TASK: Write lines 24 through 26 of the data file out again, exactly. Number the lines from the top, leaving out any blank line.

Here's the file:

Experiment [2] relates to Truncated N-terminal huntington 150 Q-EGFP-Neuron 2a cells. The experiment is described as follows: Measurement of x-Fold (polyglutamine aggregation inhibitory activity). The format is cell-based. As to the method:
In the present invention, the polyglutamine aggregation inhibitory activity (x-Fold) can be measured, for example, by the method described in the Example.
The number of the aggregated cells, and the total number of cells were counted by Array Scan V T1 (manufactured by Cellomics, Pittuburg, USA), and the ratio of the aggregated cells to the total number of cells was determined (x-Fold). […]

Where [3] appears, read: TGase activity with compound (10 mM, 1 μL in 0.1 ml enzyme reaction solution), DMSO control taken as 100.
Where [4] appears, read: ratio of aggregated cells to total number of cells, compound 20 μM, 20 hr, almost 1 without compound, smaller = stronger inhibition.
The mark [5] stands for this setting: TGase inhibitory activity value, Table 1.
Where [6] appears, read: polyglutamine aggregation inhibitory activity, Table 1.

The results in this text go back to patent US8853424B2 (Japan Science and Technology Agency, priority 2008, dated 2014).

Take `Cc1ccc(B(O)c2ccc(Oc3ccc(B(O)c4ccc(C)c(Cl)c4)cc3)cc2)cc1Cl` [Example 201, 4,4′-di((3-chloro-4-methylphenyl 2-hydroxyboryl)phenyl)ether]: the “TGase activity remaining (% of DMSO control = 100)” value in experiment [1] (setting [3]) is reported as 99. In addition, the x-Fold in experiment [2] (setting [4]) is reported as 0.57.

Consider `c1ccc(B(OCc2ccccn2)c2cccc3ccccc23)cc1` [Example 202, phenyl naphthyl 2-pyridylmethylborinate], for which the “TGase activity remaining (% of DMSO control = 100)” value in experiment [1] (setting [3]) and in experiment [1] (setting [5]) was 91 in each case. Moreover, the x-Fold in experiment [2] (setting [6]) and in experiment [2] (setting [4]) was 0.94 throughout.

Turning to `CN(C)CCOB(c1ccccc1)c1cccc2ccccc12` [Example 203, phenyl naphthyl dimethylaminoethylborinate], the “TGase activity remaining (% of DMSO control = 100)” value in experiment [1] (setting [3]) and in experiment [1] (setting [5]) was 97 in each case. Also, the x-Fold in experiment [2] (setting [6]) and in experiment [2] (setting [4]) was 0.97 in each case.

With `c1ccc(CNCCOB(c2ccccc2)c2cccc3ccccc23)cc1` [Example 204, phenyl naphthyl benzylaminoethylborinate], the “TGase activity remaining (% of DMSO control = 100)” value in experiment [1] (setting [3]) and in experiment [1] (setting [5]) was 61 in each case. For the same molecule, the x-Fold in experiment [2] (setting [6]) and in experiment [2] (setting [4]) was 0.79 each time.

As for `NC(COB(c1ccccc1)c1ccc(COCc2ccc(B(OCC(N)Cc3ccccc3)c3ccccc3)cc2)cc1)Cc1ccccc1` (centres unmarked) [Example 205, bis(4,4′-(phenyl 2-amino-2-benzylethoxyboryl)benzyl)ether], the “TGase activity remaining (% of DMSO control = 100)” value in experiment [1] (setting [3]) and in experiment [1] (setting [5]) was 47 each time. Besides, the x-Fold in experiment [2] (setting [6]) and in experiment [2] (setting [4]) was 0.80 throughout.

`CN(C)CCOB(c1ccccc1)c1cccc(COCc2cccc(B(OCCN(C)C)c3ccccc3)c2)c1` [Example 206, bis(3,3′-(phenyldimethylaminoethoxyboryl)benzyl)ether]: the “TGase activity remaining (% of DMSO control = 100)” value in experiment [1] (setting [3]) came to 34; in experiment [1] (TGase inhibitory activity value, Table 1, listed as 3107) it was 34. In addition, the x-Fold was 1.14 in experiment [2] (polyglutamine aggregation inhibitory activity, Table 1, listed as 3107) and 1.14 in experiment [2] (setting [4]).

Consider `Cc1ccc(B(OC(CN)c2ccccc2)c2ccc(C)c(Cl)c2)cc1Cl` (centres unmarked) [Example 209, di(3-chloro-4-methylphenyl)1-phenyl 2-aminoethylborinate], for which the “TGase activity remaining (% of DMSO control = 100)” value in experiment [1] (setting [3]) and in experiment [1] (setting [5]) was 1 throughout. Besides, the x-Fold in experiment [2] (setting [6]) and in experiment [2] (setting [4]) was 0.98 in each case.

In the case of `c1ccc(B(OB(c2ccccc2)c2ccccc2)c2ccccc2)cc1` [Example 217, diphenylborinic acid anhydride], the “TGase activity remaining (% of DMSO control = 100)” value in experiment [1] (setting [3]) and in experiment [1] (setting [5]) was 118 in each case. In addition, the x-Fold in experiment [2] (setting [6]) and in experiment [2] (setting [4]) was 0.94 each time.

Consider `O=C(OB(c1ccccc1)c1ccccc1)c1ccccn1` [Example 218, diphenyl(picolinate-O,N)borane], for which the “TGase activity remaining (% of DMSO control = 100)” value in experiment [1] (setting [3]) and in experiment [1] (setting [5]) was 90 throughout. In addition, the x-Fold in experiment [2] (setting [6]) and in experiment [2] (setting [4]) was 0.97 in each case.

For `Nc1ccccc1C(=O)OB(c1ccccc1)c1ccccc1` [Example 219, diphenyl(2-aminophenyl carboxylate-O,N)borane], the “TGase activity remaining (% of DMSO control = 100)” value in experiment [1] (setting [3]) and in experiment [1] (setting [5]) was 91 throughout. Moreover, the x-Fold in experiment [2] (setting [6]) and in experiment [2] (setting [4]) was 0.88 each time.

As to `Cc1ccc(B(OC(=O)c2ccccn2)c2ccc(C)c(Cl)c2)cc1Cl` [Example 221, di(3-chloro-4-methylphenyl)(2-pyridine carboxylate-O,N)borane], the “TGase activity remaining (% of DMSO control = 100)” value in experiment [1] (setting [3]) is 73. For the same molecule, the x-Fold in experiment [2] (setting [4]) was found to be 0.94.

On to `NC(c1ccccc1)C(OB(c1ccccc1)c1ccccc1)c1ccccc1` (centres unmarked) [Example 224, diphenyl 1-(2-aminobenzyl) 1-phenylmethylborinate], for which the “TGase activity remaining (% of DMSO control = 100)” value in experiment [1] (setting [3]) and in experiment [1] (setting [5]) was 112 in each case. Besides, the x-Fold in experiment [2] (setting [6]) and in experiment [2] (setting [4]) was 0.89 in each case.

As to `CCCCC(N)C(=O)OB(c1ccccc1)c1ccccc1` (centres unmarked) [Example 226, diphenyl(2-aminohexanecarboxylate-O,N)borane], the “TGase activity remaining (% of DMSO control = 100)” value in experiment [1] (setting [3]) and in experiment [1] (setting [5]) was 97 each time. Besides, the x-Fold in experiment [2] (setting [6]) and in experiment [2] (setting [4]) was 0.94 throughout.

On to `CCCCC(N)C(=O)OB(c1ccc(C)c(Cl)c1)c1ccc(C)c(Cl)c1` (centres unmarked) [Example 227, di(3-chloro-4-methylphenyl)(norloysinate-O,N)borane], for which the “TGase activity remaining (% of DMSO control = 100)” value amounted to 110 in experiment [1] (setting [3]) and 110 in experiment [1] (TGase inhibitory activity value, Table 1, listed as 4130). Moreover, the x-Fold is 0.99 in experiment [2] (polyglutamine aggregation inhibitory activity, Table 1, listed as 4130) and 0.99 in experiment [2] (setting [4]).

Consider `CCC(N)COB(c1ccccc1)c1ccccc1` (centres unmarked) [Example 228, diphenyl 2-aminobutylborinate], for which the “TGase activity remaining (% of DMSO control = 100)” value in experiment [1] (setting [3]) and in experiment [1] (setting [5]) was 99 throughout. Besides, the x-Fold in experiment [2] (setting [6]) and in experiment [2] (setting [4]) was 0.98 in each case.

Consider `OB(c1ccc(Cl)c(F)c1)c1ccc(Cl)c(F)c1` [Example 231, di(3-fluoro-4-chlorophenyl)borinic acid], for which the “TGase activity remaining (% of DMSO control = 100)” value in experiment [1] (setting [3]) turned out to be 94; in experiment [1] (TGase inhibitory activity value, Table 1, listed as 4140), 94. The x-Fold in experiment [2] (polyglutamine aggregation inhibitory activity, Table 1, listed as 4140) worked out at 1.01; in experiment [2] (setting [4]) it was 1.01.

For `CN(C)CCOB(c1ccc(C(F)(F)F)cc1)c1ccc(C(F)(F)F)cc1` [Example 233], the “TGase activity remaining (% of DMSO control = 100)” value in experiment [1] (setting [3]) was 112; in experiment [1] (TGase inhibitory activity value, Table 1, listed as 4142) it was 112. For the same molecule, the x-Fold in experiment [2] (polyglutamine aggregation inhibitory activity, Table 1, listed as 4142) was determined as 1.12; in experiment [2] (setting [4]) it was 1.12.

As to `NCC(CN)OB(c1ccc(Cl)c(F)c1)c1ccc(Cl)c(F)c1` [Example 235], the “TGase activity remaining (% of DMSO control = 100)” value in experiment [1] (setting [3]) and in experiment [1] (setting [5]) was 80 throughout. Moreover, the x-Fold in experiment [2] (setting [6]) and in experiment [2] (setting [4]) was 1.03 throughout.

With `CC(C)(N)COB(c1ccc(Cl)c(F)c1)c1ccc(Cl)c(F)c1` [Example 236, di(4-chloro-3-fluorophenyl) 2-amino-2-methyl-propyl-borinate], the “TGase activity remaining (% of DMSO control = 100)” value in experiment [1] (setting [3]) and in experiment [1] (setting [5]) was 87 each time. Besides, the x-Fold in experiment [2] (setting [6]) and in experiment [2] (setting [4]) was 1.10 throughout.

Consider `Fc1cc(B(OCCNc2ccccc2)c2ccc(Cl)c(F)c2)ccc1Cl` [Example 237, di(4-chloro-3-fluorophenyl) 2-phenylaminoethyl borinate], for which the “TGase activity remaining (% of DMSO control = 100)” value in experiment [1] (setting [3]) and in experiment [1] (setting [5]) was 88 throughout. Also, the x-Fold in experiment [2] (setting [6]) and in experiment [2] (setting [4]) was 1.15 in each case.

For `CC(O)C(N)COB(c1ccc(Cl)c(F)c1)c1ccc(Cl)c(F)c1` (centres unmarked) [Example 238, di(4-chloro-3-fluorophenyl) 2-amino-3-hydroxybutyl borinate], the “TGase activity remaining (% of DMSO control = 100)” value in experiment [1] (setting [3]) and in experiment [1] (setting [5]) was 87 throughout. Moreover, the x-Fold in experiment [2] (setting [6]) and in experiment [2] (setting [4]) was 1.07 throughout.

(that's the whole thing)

Consider `OB(c1ccc(Cl)c(F)c1)c1ccc(Cl)c(F)c1` [Example 231, di(3-fluoro-4-chlorophenyl)borinic acid], for which the “TGase activity remaining (% of DMSO control = 100)” value in experiment [1] (setting [3]) turned out to be 94; in experiment [1] (TGase inhibitory activity value, Table 1, listed as 4140), 94. The x-Fold in experiment [2] (polyglutamine aggregation inhibitory activity, Table 1, listed as 4140) worked out at 1.01; in experiment [2] (setting [4]) it was 1.01.

For `CN(C)CCOB(c1ccc(C(F)(F)F)cc1)c1ccc(C(F)(F)F)cc1` [Example 233], the “TGase activity remaining (% of DMSO control = 100)” value in experiment [1] (setting [3]) was 112; in experiment [1] (TGase inhibitory activity value, Table 1, listed as 4142) it was 112. For the same molecule, the x-Fold in experiment [2] (polyglutamine aggregation inhibitory activity, Table 1, listed as 4142) was determined as 1.12; in experiment [2] (setting [4]) it was 1.12.

As to `NCC(CN)OB(c1ccc(Cl)c(F)c1)c1ccc(Cl)c(F)c1` [Example 235], the “TGase activity remaining (% of DMSO control = 100)” value in experiment [1] (setting [3]) and in experiment [1] (setting [5]) was 80 throughout. Moreover, the x-Fold in experiment [2] (setting [6]) and in experiment [2] (setting [4]) was 1.03 throughout.